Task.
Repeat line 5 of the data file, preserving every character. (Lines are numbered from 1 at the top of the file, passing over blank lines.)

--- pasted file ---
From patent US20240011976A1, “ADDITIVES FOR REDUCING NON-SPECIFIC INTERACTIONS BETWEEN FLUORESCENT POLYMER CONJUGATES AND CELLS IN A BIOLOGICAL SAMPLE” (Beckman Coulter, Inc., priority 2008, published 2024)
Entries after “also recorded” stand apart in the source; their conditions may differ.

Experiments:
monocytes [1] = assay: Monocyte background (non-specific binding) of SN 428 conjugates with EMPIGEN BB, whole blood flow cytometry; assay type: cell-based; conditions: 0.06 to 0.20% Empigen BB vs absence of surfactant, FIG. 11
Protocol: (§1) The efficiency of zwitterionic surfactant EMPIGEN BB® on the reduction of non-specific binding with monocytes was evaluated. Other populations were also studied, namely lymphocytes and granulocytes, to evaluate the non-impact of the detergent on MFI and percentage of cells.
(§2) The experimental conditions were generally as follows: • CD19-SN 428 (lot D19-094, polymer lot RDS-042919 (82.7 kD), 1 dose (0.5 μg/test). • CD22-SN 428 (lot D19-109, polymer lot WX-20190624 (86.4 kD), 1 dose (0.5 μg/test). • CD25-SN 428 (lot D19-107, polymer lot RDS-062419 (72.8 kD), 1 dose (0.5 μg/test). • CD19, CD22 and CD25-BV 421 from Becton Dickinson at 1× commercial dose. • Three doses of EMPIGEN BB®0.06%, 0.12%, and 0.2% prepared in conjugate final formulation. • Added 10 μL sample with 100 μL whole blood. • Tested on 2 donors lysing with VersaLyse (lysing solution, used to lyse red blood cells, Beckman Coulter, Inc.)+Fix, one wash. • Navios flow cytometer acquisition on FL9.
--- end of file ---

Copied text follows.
Protocol: (§1) The efficiency of zwitterionic surfactant EMPIGEN BB® on the reduction of non-specific binding with monocytes was evaluated. Other populations were also studied, namely lymphocytes and granulocytes, to evaluate the non-impact of the detergent on MFI and percentage of cells.